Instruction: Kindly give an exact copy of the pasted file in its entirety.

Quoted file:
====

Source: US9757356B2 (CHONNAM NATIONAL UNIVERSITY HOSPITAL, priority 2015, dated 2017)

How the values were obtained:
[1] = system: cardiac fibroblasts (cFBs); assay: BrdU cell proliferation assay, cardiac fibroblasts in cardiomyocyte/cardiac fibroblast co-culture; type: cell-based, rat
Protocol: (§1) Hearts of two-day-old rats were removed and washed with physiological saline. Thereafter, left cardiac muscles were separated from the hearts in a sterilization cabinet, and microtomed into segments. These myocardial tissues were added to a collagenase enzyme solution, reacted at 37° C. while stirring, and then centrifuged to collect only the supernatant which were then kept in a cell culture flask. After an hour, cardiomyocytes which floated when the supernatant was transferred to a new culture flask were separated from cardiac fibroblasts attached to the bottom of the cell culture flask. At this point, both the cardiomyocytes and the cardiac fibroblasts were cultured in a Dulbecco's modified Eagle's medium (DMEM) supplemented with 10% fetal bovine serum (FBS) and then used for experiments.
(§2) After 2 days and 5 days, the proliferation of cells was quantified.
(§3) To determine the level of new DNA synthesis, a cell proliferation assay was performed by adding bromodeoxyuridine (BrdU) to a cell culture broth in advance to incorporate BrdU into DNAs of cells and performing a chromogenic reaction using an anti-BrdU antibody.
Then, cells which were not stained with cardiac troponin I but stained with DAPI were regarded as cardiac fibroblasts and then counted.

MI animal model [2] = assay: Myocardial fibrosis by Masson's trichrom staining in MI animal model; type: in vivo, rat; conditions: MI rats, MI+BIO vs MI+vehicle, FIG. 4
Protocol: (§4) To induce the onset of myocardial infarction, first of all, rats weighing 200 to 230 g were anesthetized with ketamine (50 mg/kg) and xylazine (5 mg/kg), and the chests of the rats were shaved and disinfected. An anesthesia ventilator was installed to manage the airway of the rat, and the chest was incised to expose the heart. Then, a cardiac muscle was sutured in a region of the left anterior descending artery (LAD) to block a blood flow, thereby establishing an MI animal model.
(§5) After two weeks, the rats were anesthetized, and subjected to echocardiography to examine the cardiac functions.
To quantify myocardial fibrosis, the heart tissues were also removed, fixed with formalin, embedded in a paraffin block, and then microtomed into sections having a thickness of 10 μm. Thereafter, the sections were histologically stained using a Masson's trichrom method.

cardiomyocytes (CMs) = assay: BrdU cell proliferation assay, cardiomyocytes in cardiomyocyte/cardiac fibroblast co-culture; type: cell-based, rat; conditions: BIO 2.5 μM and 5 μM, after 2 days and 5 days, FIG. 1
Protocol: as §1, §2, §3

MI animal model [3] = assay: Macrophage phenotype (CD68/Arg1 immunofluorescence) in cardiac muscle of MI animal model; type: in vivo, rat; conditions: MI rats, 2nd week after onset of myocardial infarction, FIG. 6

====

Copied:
Source: US9757356B2 (CHONNAM NATIONAL UNIVERSITY HOSPITAL, priority 2015, dated 2017)

How the values were obtained:
[1] = system: cardiac fibroblasts (cFBs); assay: BrdU cell proliferation assay, cardiac fibroblasts in cardiomyocyte/cardiac fibroblast co-culture; type: cell-based, rat
Protocol: (§1) Hearts of two-day-old rats were removed and washed with physiological saline. Thereafter, left cardiac muscles were separated from the hearts in a sterilization cabinet, and microtomed into segments. These myocardial tissues were added to a collagenase enzyme solution, reacted at 37° C. while stirring, and then centrifuged to collect only the supernatant which were then kept in a cell culture flask. After an hour, cardiomyocytes which floated when the supernatant was transferred to a new culture flask were separated from cardiac fibroblasts attached to the bottom of the cell culture flask. At this point, both the cardiomyocytes and the cardiac fibroblasts were cultured in a Dulbecco's modified Eagle's medium (DMEM) supplemented with 10% fetal bovine serum (FBS) and then used for experiments.
(§2) After 2 days and 5 days, the proliferation of cells was quantified.
(§3) To determine the level of new DNA synthesis, a cell proliferation assay was performed by adding bromodeoxyuridine (BrdU) to a cell culture broth in advance to incorporate BrdU into DNAs of cells and performing a chromogenic reaction using an anti-BrdU antibody.
Then, cells which were not stained with cardiac troponin I but stained with DAPI were regarded as cardiac fibroblasts and then counted.

MI animal model [2] = assay: Myocardial fibrosis by Masson's trichrom staining in MI animal model; type: in vivo, rat; conditions: MI rats, MI+BIO vs MI+vehicle, FIG. 4
Protocol: (§4) To induce the onset of myocardial infarction, first of all, rats weighing 200 to 230 g were anesthetized with ketamine (50 mg/kg) and xylazine (5 mg/kg), and the chests of the rats were shaved and disinfected. An anesthesia ventilator was installed to manage the airway of the rat, and the chest was incised to expose the heart. Then, a cardiac muscle was sutured in a region of the left anterior descending artery (LAD) to block a blood flow, thereby establishing an MI animal model.
(§5) After two weeks, the rats were anesthetized, and subjected to echocardiography to examine the cardiac functions.
To quantify myocardial fibrosis, the heart tissues were also removed, fixed with formalin, embedded in a paraffin block, and then microtomed into sections having a thickness of 10 μm. Thereafter, the sections were histologically stained using a Masson's trichrom method.

cardiomyocytes (CMs) = assay: BrdU cell proliferation assay, cardiomyocytes in cardiomyocyte/cardiac fibroblast co-culture; type: cell-based, rat; conditions: BIO 2.5 μM and 5 μM, after 2 days and 5 days, FIG. 1
Protocol: as §1, §2, §3

MI animal model [3] = assay: Macrophage phenotype (CD68/Arg1 immunofluorescence) in cardiac muscle of MI animal model; type: in vivo, rat; conditions: MI rats, 2nd week after onset of myocardial infarction, FIG. 6